Opening Plenary: Energy, song and feminist rituals to ward off evil
| By Flavia Fascendini
“We don’t like prisons but we don’t fear them.” - Yara Sallam, Egypt
The 13th AWID International Forum began on Thursday with an opening plenary to the tune of Bahian music, song and dance to honor Oxum, orisha of Brazilian hospitality, followed by inspiring presentations and questions posed by guest panelists on the topic of “our current realities.”
The commonalities in terms of concerns and pressing issues were overwhelming. This is, of course, not a matter of simple coincidence but the product of a fierce form of global capital, and of oppressive and sexist patriarchal structures that, again, not coincidentally, go hand in hand.
Here, close to the capital of the Brazilian state of Bahia, 1800 feminist activists from 130 countries gathered to shout “Enough!”, to celebrate our victories together, to form a sisterhood to resist conflicts, to build resilience through our intersectionalities, and to demand “Fora Temer!” because that battle belongs to all of us.
“There is no such thing as a single-issue struggle because we do not live single-issue lives” — Audre Lorde’s spot-on and more topical than ever line was echoed by Myrna Cunningham Kain of the International Indigenous Women’s Forum and president of AWID’s Board of Directors.
“Until we are all free, we are none of us free”, another exemplary statement by Emma Lazarus, quoted by Cunningham Kain during her opening remarks, refers to the interconnectedness of our struggles.
The crises facing our democracies, the severe setbacks in terms of respect for human rights, the headway made by fascist and extremist forces, the growth of national and transnational corporate power, the worsening of the environmental crisis and natural disasters are all part of the harsh current state of affairs described by the activists on the panel facilitated by Sonia Correa, co-director of Sexuality Policy Watch and associate researcher at the Brazilian Interdisciplinary AIDS Association (ABIA).
Starting at Egypt with Yara Sallam and moving to Bosnia and Herzegovina with Azra Causevic, to Honduras with Miriam Miranda, to Fiji with Noelene Nabulivou, to Kenya with Awino Okech, and to Asia and the Pacific with Joe Wong, from the Asia Pacific Transgender Network, threats to rights and justice became evident as unavoidable items on the agenda of local and global social movements.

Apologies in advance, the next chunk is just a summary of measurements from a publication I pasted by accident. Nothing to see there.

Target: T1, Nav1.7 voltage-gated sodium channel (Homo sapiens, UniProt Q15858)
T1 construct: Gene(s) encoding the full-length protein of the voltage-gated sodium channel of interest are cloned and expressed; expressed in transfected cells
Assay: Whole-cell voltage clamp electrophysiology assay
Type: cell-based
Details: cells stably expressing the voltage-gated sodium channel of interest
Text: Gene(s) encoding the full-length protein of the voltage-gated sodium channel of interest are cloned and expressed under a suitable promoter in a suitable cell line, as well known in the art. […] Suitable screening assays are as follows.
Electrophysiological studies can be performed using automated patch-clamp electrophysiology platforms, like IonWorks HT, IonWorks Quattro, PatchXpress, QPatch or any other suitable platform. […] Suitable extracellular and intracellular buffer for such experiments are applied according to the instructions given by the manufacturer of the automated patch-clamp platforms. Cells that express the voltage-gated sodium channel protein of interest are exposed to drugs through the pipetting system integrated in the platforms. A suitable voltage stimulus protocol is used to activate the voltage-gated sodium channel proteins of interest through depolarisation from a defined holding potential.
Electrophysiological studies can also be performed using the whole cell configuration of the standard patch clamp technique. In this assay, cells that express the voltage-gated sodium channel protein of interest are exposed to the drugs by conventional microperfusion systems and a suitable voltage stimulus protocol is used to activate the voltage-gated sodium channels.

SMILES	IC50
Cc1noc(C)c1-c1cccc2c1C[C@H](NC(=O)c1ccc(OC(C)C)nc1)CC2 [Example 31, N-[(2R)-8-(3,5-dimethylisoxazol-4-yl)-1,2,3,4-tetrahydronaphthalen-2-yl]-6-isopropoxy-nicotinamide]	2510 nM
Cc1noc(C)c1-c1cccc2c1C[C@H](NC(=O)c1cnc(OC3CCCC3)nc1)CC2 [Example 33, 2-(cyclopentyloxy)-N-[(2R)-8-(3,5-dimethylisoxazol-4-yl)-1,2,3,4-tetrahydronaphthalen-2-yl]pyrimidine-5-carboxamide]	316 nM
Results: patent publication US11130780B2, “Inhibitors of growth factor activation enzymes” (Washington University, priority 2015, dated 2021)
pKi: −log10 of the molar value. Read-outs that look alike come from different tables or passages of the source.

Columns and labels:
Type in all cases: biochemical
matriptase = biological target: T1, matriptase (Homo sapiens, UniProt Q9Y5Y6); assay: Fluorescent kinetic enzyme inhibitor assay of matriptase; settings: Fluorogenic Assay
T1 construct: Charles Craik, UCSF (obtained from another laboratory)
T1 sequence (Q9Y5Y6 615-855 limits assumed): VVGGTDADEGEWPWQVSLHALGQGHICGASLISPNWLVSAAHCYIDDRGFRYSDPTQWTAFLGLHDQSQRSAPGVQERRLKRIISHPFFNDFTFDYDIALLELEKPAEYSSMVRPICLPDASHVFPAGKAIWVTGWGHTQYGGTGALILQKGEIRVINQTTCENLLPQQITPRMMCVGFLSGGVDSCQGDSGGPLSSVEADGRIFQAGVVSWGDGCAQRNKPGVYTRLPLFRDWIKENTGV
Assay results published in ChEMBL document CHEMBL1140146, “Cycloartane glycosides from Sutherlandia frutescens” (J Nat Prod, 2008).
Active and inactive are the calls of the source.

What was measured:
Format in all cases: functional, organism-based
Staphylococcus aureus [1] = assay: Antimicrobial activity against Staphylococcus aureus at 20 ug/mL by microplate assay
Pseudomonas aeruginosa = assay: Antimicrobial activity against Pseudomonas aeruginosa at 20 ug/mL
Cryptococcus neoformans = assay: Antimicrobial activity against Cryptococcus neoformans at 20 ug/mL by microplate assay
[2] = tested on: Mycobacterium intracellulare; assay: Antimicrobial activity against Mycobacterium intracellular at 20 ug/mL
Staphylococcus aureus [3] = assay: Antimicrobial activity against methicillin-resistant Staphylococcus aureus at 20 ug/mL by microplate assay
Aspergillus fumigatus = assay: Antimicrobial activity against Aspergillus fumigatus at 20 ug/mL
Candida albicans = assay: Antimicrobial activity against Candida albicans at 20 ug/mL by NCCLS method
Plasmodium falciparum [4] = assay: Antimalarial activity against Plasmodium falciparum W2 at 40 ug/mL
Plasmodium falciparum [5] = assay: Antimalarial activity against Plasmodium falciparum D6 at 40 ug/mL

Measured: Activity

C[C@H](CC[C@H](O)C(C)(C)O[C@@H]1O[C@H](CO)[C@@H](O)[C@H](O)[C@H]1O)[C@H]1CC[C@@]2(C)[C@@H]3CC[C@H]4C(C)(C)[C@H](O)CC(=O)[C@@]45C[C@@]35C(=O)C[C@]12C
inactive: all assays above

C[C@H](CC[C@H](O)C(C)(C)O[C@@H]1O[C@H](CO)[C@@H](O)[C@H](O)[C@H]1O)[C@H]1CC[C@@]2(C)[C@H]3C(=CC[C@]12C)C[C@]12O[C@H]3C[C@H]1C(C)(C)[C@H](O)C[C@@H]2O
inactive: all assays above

How can we make our activism sustainable? How can we take care of ourselves, and find ways to be and feel good while we fight our endless battles?
These were recurring questions among presenters — decades of struggles and of caring for others take their toll, and the only way to be able to go on is by taking a holistic path of self-care and wellbeing.
AWID Executive Director Lydia Alpízar highlighted the reasons why AWID’s Board of Directors made the political decision to hold this international event in the Brazilian state of Bahia: it is a symbolic site for the struggle of Black people, and the city with the greatest percentage of Afro-descendant persons outside of Africa. The topic of racism was given central stage in the forum agenda, as a pending issue in our feminist agenda and in that of broader society as well.
Congratulations to AWID (did you know that in 2017 AWID will celebrate its 35th birthday?), to its members, and — why not — to the planes, boats and buses that transported this wave of feminists so eager to share and build collaboratively. Many thanks, too, to those in our personal lives who supported us so we could be present at the Forum.
And last but not the least, thanks to the sun of Bahia that shone upon us so we could face our current realities and celebrate our victories.
Fora zika. Fora Temer. Fora injustice.